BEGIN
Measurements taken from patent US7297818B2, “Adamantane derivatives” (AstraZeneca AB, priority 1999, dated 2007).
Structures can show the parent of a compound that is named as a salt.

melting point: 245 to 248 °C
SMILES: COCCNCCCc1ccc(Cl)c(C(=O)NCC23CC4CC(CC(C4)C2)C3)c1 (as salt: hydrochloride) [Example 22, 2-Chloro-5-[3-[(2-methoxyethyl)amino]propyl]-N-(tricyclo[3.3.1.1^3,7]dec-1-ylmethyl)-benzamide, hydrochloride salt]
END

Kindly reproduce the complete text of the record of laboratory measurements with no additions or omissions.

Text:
Measurements taken from patent US7297818B2, “Adamantane derivatives” (AstraZeneca AB, priority 1999, dated 2007).
Structures can show the parent of a compound that is named as a salt.

melting point: 245 to 248 °C
SMILES: COCCNCCCc1ccc(Cl)c(C(=O)NCC23CC4CC(CC(C4)C2)C3)c1 (as salt: hydrochloride) [Example 22, 2-Chloro-5-[3-[(2-methoxyethyl)amino]propyl]-N-(tricyclo[3.3.1.1^3,7]dec-1-ylmethyl)-benzamide, hydrochloride salt]